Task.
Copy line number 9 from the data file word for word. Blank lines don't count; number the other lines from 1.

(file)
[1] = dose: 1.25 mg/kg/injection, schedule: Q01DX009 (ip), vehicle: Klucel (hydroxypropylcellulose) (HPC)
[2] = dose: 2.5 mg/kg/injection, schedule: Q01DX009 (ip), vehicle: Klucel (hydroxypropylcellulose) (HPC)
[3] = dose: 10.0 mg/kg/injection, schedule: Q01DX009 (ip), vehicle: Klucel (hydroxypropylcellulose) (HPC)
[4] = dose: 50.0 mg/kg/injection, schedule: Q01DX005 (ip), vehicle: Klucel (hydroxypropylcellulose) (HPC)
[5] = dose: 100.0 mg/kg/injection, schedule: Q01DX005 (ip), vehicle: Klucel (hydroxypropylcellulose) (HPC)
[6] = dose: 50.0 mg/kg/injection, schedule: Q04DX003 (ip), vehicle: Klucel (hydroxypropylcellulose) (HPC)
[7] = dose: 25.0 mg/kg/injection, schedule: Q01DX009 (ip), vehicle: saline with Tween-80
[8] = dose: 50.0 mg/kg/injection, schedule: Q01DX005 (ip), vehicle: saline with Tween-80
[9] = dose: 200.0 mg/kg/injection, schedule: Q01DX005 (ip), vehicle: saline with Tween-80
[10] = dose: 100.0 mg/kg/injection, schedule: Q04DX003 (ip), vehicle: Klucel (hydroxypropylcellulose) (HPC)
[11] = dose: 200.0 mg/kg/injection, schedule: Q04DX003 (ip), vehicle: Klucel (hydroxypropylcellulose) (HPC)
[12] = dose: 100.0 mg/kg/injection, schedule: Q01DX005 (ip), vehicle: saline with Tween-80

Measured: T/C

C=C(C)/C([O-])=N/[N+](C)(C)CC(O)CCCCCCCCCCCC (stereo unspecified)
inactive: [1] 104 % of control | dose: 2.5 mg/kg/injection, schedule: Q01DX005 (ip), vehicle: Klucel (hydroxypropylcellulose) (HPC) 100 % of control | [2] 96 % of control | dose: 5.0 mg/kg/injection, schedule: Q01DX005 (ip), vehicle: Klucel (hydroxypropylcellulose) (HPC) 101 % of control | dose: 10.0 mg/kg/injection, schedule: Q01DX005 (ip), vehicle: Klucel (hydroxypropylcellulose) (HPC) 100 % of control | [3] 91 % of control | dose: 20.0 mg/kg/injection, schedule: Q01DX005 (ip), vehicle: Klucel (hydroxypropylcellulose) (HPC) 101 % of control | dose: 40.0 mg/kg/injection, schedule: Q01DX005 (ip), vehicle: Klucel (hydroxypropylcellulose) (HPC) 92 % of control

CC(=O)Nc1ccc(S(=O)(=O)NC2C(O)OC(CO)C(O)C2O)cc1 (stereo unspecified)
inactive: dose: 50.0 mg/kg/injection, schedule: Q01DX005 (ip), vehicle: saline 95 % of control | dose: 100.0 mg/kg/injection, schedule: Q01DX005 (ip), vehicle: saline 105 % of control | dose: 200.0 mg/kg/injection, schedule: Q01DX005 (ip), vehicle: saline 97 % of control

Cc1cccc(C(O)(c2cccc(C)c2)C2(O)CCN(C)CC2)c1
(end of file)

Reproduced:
[9] = dose: 200.0 mg/kg/injection, schedule: Q01DX005 (ip), vehicle: saline with Tween-80